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Poul Henningsen

architect, writer, designer (1894-1967)

Poul Henningsen was born in Ordrup, Denmark in 1894, architect and designer who is considered a pioneer of lighting technology.
After studying at the Copenhagen School of Technology, he worked as an independent architect from 1920, designing houses, industrial buildings, part of the Tivoli and the interiors of two theatres.

Known for his lamps, Poul Henningsen has engaged in various fields, in addition to architecture and design, he has distinguished himself as a poet, writer, journalist, art critic, composer and editor.
In his writings, a very fine critical personality emerges, both towards architecture and society in general.

Poul Henningsen is considered a pioneer in the study of electric light, his models are the result of years of scientific studies on the subject. The aim is to eliminate reflections and generate a soft and comfortable light.
The screens of Henningsen's lamps are made up of separate elements, modeled and assembled in such a way as to cover the bulb and direct the light beam onto the table below or in the surrounding area, without reflections of an expected order and a diffused light.

Living in Copenhagen, Poul Henningsen travels across the city by tram. During these trips he looks into the houses and observes how depressing they are. In this regard he says: “The furniture, the carpets, the style of a home are nothing compared to the importance of the positioning of the light. Enlightenment doesn't cost much, but it requires culture."

In 1924 Poul Henningsen designed his first multi-screen lamp, based on the scientific analysis of the function of the screens which determine the distribution, diffusion of light and the quantity of reflections. This first lamp was awarded at the World Exhibition in Paris and is known as the Paris-Lamp. The principles on which the design of this lamp is based are maintained throughout subsequent production.

The lamps of the PH series and the Artichoke in particular represent icons of contemporary design. Poul Henningsen lamps are produced by Louis Poulsen.
The collaboration with Louis Poulsen began in 1924, when the designer proposed producing the first model of the PH system (the name derives from Poul Henningsen's initials).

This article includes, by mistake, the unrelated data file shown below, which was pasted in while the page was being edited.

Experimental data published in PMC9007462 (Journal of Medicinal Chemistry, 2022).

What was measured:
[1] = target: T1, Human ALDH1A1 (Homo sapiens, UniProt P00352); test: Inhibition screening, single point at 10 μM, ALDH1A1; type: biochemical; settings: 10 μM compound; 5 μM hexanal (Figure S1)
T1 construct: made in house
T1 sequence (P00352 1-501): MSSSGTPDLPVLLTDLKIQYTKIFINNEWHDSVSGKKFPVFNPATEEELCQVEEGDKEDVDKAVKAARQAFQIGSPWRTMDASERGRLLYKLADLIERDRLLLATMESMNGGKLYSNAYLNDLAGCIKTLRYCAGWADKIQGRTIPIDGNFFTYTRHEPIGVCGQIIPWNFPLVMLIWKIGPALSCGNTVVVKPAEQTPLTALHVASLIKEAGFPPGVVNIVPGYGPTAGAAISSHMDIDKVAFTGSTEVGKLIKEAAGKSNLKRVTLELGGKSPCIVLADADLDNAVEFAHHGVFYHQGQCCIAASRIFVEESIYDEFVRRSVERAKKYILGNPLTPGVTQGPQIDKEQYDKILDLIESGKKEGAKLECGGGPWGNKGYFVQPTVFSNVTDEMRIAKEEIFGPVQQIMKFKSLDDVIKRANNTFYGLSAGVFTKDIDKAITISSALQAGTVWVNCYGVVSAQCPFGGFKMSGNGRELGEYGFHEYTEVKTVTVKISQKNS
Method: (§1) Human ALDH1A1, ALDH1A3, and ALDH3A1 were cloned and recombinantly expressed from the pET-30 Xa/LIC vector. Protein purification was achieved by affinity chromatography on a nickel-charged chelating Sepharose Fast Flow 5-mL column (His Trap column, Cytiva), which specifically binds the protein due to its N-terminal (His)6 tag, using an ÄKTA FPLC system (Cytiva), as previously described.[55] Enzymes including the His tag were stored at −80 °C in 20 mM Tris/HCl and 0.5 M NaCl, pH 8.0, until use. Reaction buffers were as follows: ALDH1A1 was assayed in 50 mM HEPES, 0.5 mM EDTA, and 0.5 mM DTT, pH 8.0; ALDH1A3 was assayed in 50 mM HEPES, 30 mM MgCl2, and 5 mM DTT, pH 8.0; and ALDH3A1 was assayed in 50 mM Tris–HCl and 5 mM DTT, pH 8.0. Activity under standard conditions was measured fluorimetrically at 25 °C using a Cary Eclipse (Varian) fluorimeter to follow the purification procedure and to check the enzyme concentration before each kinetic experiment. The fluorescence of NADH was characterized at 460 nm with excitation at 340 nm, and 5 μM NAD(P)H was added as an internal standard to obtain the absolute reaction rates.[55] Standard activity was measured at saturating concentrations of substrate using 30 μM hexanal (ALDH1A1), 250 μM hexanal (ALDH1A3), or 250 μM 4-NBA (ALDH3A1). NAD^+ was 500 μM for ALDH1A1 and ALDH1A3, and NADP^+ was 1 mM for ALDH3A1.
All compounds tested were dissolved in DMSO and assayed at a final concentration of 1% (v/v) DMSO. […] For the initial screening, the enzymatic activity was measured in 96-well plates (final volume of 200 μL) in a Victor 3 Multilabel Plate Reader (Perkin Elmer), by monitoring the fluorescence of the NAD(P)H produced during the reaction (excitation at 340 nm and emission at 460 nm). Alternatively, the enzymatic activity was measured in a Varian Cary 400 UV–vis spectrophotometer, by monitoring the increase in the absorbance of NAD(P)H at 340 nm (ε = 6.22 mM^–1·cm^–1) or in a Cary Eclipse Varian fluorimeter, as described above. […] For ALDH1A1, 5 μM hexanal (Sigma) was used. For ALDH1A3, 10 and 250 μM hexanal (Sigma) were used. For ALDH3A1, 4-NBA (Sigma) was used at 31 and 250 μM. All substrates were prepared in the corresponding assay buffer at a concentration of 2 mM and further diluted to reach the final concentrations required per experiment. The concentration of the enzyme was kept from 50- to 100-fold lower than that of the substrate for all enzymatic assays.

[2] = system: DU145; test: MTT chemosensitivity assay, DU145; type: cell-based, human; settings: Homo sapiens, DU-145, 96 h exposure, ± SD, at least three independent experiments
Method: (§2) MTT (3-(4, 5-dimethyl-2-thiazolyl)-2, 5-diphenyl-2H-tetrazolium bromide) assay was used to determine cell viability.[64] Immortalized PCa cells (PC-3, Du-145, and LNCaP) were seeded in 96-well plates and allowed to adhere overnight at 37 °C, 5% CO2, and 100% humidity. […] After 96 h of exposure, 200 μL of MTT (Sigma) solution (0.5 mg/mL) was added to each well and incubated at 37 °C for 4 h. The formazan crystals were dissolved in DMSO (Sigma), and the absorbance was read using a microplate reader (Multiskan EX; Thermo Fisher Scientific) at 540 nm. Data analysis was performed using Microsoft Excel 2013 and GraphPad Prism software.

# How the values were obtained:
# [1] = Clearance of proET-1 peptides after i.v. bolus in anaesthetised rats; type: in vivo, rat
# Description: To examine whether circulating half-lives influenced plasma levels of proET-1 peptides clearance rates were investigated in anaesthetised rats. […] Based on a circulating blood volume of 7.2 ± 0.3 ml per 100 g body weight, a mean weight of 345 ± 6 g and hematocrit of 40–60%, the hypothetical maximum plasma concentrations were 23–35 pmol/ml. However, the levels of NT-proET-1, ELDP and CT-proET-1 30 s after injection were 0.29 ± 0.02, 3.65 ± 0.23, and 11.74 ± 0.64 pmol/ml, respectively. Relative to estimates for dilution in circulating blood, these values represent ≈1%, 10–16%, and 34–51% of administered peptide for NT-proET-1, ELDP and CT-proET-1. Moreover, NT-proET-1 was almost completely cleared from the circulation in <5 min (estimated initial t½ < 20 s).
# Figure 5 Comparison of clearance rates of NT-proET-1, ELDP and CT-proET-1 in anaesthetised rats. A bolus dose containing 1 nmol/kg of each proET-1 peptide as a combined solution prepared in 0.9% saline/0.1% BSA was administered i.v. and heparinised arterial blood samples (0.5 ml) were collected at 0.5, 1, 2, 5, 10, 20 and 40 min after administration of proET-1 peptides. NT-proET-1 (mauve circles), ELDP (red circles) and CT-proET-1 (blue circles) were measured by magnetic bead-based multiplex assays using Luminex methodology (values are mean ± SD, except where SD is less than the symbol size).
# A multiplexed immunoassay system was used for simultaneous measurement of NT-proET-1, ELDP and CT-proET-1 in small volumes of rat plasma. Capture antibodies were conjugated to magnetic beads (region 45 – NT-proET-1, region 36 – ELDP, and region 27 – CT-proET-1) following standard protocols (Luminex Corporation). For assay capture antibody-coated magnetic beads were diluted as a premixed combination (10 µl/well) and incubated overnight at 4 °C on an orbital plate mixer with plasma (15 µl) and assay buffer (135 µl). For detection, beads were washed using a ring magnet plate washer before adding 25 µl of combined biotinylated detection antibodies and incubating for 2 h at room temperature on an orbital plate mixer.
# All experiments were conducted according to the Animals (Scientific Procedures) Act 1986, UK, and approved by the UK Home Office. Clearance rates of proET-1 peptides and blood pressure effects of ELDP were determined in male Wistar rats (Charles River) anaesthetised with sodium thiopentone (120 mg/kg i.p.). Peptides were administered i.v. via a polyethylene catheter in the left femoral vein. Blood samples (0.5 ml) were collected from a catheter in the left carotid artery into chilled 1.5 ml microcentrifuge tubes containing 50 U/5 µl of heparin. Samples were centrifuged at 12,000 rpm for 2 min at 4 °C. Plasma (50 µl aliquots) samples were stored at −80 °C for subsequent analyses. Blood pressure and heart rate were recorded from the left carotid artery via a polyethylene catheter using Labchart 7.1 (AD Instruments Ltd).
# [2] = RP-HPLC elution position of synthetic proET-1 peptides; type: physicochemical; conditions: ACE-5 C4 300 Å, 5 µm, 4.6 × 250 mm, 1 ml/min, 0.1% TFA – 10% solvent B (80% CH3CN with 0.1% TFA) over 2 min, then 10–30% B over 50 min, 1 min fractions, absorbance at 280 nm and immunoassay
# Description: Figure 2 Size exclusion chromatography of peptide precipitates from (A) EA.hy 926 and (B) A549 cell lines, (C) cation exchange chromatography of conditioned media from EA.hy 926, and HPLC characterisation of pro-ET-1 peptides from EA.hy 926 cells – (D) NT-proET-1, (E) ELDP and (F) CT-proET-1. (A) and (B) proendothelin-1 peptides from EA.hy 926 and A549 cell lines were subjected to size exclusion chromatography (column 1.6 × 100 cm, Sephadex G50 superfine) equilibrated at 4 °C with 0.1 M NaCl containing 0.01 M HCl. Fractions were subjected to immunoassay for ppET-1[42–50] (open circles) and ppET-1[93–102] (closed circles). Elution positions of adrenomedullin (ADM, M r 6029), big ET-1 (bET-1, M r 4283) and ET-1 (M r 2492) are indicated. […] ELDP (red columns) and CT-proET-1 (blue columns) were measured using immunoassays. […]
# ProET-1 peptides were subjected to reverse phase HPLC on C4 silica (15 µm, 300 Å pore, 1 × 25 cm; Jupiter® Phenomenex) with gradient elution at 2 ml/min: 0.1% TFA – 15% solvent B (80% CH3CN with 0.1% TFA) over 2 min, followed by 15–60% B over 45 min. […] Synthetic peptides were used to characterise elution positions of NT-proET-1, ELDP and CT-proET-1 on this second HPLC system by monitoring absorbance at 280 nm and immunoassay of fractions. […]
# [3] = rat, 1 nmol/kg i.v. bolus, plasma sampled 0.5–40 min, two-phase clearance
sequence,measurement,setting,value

The collaboration between designer and company led to participation in the Paris International Exhibition of 1925, where they won the gold medal and subsequently the creation of some great successes in the lighting sector including the PH5, Louvre, Snowball and 'iconic Artichoke.

The materials and shapes adopted for the lamps are traditional, with a functional design designed for the masses, they are ideal for residential spaces but also inside shops, operating rooms, even reaching the pavilions of the 1925 Auto Show and to the lighting of tennis courts and greenhouses. Poul Henningsen's pieces are used in some of the most important creations in the world, from the Louvre to the Danish Museum of Decorative Arts, to the famous Tivoli Park in Copenhagen, where they are still present.

Danish architect Poul Henningsen, known by his initials, "PH", was obsessed with light. He is the legendary creator of the series of lights named after him. It can be said that he is the first lighting architect in the world. Poul Henningsen has dedicated his entire career to investigating the importance of light for our well-being. He worked on the theory that the observer should not be subjected to direct glare from the electric light source. Henningsen used a series of layered shades to diffuse the light and hide the bulb, thus creating softer, more diffused lighting.

Henningsen, together with Alvar Aalto, contributed to the spread of functionalism in Scandinavia. At the Stockholm Exhibition of 1930 there were examples of functionalism, but the innovative principles of the Bauhaus only became established after the war.

From the 1940s Denmark began to export its products, thanks also to the rules for advertising and distribution. Only products selected by special commissions that judge their quality are admitted to national exhibitions.
In this period, the Scandinavian social democratic governments supported programs to educate and raise awareness among the population about the principles of modern living, in collaboration with consumer cooperatives.
Henningsen himself published the first magazine in defense of the consumer, trying to stimulate his younger colleagues to take critical positions.